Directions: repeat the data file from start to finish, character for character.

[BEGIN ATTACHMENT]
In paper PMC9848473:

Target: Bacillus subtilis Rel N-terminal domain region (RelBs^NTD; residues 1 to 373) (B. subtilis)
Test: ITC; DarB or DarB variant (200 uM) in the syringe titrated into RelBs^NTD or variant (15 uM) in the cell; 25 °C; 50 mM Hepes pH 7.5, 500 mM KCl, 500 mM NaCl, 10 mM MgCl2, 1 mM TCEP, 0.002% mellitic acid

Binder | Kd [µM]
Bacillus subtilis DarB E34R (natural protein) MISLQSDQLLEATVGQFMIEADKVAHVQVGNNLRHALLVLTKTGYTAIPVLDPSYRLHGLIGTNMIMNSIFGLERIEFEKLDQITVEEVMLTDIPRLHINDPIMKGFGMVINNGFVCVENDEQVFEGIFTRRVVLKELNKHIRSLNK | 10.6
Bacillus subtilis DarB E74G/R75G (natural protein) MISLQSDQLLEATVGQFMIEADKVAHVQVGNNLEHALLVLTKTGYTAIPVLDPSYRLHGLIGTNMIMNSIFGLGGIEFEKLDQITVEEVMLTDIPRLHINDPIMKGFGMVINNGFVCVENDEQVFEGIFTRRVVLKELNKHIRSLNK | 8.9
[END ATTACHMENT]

In paper PMC9848473:

Target: Bacillus subtilis Rel N-terminal domain region (RelBs^NTD; residues 1 to 373) (B. subtilis)
Test: ITC; DarB or DarB variant (200 uM) in the syringe titrated into RelBs^NTD or variant (15 uM) in the cell; 25 °C; 50 mM Hepes pH 7.5, 500 mM KCl, 500 mM NaCl, 10 mM MgCl2, 1 mM TCEP, 0.002% mellitic acid

Binder | Kd [µM]
Bacillus subtilis DarB E34R (natural protein) MISLQSDQLLEATVGQFMIEADKVAHVQVGNNLRHALLVLTKTGYTAIPVLDPSYRLHGLIGTNMIMNSIFGLERIEFEKLDQITVEEVMLTDIPRLHINDPIMKGFGMVINNGFVCVENDEQVFEGIFTRRVVLKELNKHIRSLNK | 10.6
Bacillus subtilis DarB E74G/R75G (natural protein) MISLQSDQLLEATVGQFMIEADKVAHVQVGNNLEHALLVLTKTGYTAIPVLDPSYRLHGLIGTNMIMNSIFGLGGIEFEKLDQITVEEVMLTDIPRLHINDPIMKGFGMVINNGFVCVENDEQVFEGIFTRRVVLKELNKHIRSLNK | 8.9